Our earlier post mentioned that Kerala has the highest literacy rates in India at 94%. Related, the state has the highest media exposure in India (the highest percentage of people exposed to the media) and Kerala’s newspapers are published in nine different languages.
The importance of literacy to economic and human development is well documented, for example here by the Canadians, and here, more broadly. Katherine Boo, in her brilliant book Behind the Beautiful Forevers, writes, “as every slumdweller knows, there were three main ways out of poverty: Finding an entrepreneurial niche; … politics and corruption; … and education”.
From our very first day in Kerala we noticed reading spots. These are public spaces where anyone can go and read the paper. The Golden Cascade Reading Room pictured below was around the corner from the guest house where we stayed in Fort Kochi. This kind of reading room seems to be ubiquitous here.
We took a trip to the Ernakulam public library. Sure enough, at the entrance is a reading room.
The Ernakulam library is the first public library in Kerala. It was founded in 1870 and carries 20 newspapers, 300 periodicals and over 200,000 books, in six languages.
The library brings together the old and the new. Patrons get a quick review of the Dewey Decimal system.
The Romance of Modern Manufacture, pictured below, is available in its original 1911 edition. Similarly, Taussig’s original Principles of Economics dates back to 1928. The old books are covered in dust; my fingers were black after handling them.
There was a lot for the girls too.
The library operates on a membership basis. Each of the library’s 10,000 members get a Reader’s Ticket (see below) and each pay a monthly membership fee of 30 Rupees (CAD 0.60).
The reader’s tickets sit incongruously beside the computer terminal at the checkout desk.
And then are manually organized in the office:
The membership fees, along with state government subsidies, donations and income derived from renting out rooms pay the library’s operating expenses. New books arrive daily, brought in from booksellers around the city in suitcases and boxes. Here is a shot of some new arrivals in the cardboard boxes:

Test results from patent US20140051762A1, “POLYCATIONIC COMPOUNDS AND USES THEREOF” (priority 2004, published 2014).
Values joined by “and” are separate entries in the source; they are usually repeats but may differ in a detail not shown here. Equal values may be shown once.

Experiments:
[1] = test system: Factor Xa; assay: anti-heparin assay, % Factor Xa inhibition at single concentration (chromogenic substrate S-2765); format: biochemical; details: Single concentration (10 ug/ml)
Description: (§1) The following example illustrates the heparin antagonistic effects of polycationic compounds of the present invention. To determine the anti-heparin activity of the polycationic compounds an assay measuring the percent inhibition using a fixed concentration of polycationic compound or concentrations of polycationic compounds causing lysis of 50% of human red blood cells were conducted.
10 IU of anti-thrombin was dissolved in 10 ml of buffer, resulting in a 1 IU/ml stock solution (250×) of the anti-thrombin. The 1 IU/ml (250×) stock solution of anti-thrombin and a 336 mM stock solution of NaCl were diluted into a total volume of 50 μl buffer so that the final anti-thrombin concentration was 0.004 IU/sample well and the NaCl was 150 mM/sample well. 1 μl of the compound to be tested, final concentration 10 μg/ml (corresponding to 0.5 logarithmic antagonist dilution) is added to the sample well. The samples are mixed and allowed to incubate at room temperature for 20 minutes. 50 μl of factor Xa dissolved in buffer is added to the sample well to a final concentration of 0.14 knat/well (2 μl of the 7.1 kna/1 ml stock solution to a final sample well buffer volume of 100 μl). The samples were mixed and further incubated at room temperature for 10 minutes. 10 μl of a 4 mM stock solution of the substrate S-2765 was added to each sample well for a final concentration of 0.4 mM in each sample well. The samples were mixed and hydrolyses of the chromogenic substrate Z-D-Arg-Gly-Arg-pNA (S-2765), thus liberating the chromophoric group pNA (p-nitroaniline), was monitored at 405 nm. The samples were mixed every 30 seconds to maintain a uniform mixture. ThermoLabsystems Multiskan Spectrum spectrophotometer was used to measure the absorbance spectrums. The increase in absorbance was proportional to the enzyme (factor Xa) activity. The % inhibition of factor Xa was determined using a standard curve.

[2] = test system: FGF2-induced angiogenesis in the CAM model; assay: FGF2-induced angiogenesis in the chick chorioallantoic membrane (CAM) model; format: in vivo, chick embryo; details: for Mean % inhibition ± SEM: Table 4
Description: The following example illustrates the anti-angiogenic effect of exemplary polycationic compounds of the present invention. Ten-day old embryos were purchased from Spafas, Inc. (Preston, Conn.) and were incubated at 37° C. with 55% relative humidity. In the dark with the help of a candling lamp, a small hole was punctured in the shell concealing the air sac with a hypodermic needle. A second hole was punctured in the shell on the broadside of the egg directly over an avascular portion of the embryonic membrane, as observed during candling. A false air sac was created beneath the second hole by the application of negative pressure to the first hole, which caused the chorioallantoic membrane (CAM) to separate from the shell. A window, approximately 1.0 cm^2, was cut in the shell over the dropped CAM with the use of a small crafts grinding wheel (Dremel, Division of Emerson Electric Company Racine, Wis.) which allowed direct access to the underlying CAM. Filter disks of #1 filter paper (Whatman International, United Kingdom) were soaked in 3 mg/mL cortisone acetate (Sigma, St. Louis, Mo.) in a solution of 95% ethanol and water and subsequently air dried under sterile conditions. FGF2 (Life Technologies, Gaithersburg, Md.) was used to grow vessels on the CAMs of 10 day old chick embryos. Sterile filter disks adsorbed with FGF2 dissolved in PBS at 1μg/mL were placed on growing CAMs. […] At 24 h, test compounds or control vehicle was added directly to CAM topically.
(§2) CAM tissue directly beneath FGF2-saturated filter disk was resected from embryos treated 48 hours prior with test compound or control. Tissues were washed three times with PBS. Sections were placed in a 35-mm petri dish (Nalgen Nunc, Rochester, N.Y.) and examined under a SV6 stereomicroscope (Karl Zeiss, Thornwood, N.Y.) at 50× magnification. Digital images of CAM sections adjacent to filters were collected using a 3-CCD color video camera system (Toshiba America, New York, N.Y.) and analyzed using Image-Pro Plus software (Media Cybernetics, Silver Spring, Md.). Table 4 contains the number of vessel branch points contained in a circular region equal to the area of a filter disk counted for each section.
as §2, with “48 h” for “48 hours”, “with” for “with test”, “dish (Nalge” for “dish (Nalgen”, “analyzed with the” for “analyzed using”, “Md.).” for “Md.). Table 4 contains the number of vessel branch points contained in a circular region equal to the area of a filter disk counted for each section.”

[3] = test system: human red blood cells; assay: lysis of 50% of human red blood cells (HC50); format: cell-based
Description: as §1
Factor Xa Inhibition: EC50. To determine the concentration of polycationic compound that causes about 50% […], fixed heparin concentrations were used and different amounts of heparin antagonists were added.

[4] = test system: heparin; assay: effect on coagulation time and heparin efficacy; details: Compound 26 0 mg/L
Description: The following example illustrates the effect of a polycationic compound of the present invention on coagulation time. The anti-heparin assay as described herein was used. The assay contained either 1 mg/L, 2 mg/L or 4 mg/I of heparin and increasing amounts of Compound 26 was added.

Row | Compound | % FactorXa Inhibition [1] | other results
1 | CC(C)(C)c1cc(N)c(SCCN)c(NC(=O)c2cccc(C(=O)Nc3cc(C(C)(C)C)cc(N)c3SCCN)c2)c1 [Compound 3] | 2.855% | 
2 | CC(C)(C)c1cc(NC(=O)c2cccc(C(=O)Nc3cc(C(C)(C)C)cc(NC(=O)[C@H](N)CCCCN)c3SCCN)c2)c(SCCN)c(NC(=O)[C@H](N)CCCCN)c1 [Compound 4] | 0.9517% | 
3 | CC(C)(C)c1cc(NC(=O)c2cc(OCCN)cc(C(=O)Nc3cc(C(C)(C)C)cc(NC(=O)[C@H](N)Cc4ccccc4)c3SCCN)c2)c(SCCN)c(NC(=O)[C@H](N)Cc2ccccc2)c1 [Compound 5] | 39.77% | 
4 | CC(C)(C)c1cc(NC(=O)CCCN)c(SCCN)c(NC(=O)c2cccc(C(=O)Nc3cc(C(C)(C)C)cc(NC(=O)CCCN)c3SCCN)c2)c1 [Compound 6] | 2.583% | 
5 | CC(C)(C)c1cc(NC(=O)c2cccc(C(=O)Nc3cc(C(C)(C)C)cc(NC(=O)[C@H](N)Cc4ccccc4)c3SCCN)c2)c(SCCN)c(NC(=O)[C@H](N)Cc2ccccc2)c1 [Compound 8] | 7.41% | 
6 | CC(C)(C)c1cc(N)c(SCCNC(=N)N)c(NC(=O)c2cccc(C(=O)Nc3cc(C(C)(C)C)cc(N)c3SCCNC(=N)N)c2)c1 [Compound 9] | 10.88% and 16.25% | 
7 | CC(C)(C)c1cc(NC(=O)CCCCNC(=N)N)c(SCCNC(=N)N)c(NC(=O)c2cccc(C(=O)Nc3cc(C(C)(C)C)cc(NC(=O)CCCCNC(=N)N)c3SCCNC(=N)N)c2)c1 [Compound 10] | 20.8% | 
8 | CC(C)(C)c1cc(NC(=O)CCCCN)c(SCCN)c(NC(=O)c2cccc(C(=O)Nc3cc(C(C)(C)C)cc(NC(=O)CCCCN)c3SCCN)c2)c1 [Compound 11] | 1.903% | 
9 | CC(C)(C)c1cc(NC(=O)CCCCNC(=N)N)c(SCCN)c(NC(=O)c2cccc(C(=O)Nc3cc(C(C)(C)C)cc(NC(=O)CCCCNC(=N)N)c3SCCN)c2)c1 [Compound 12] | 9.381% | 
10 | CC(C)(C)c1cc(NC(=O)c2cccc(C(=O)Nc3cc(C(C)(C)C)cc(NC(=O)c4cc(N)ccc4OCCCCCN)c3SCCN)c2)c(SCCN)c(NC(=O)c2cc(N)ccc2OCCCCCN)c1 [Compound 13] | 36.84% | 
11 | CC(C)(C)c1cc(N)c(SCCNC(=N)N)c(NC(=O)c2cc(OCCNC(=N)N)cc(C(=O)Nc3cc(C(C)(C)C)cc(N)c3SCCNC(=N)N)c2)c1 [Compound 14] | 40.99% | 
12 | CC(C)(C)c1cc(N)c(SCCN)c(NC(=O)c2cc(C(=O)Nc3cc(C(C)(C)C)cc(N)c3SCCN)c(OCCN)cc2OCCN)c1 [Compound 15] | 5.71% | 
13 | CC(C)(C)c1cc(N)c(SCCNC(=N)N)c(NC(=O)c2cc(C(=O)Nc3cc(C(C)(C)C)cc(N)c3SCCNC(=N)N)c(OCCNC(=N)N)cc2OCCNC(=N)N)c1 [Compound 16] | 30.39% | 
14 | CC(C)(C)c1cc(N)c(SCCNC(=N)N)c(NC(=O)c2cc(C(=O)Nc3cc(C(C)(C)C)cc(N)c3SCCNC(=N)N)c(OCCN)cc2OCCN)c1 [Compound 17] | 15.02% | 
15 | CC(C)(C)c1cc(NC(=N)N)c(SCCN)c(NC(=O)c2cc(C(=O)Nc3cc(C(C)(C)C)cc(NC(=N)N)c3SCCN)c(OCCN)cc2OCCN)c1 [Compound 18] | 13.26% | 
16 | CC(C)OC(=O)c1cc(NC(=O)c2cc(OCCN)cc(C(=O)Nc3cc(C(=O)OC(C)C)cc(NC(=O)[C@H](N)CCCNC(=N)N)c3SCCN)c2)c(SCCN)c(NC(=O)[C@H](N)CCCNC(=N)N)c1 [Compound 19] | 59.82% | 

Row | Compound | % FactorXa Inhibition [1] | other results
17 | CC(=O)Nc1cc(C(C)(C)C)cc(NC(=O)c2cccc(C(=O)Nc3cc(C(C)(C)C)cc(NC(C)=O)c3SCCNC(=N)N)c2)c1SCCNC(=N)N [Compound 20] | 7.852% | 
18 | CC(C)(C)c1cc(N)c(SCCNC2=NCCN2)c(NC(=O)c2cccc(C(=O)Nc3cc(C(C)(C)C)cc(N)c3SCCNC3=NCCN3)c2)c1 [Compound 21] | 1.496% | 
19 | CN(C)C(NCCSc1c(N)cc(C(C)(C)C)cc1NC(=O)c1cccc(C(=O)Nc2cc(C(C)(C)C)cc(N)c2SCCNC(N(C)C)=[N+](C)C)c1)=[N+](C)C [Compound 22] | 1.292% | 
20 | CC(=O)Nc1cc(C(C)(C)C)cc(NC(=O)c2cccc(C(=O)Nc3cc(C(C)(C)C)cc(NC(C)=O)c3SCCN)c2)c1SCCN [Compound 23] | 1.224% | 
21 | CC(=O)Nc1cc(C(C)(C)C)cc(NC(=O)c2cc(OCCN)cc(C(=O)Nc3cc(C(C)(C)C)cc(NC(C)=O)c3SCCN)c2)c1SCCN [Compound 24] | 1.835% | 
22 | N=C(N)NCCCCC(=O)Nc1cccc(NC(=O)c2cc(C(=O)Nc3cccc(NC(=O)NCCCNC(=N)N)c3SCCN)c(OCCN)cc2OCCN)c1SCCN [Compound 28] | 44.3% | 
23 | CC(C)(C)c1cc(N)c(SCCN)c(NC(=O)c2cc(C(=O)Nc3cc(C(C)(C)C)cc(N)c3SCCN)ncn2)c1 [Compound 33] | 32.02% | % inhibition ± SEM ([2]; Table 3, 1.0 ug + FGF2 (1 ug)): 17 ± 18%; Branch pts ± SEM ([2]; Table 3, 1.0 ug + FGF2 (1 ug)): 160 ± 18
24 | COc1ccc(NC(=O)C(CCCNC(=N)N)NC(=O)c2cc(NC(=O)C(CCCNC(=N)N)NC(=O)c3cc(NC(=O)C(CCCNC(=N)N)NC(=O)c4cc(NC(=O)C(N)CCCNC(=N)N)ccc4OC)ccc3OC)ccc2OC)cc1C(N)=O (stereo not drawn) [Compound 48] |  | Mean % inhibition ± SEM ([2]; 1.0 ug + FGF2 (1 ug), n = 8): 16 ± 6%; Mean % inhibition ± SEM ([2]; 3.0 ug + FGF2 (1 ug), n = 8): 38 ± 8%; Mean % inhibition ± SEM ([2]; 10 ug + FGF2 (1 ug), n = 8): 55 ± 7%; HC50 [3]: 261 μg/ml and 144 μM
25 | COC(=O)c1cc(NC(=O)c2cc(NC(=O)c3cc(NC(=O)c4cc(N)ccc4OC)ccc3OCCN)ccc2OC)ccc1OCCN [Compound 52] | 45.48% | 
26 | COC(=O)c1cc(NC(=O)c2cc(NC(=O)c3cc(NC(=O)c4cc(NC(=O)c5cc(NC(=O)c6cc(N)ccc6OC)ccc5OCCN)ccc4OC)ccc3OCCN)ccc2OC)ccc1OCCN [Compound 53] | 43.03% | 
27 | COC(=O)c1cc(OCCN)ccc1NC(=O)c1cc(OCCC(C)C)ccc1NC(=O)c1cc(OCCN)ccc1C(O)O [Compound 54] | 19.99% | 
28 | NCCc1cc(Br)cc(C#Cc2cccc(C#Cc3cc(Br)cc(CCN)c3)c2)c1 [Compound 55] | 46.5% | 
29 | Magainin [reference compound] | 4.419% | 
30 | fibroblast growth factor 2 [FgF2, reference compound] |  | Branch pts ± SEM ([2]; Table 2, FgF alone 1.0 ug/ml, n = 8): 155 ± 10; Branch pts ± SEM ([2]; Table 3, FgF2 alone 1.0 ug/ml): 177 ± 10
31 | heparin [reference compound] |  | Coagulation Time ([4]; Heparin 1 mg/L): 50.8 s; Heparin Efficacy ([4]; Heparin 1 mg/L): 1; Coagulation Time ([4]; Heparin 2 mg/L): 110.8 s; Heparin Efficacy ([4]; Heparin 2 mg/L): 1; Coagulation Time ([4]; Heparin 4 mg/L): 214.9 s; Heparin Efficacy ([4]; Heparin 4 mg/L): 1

A committee, made up of library staff and members, decide what books to acquire. The process is overseen by the Senior Librarian, pictured below. He very patiently answered all my questions (even the ridiculous ones) and introduced me to his colleagues.
Language is important to us. We use it to establish human connections; it’s necessary for the admin of life; and we need it to acquire the stuff we need at a reasonable price. In Cambodia we were stymied by both language and alphabet; we couldn’t talk to most people nor could we read the signs. It was a considerable relief to get to Vietnam, where we could at least read the signs. Ha Noi. Ca Phe. Ok.
We’ve learned basic greetings and pleasantries along our journey. We were daunted by tonal language: in Vietnamese there are multiple meanings for what sounds to us like the same word. “Bo” for instance, can mean husband, lover or beef.
According to the People’s Linguistic Survey of India, Indians speak in 780 different languages. At the national level, Hindi and English are official tongues. The Constitution lists 22 other languages referred to as scheduled languages that benefit from official recognition and status.
Linguistically, it’s easier for us here as English is spoken so widely. English language literature from the subcontinent is among the very best, and we feel like kids in a candy store during our visits to bookstores.
But India’s polyglot nature is always present. Our neighbor, whom we meet regularly at the pool, has a 13 month old son who is exposed to 5 languages on a daily basis. His parents speak to each other in English. A nanny speaks Malayalam. Another speaks Tamil. The father speaks his local language to his son, as does the mother. Both of the latter languages are oral only; Malayalam’s alphabet has 56 (fifty-six!) letters.
All of this brings this family’s linguistic profile to mind. Our family is 75% Danish and (despite the best efforts of the remaining 25%) 75% Danish speaking. It was with some pleasure, then, that we learned this week that Danish is the 9th most difficult language in the world to learn. This helps explain why my Danish remains persistently at the sub-Tarzan level, or why I have such difficulty credibly pronouncing rød grød med fløde.
But our young multilingual prodigy neighbor takes it all in stride as he swims in the pool with his dad.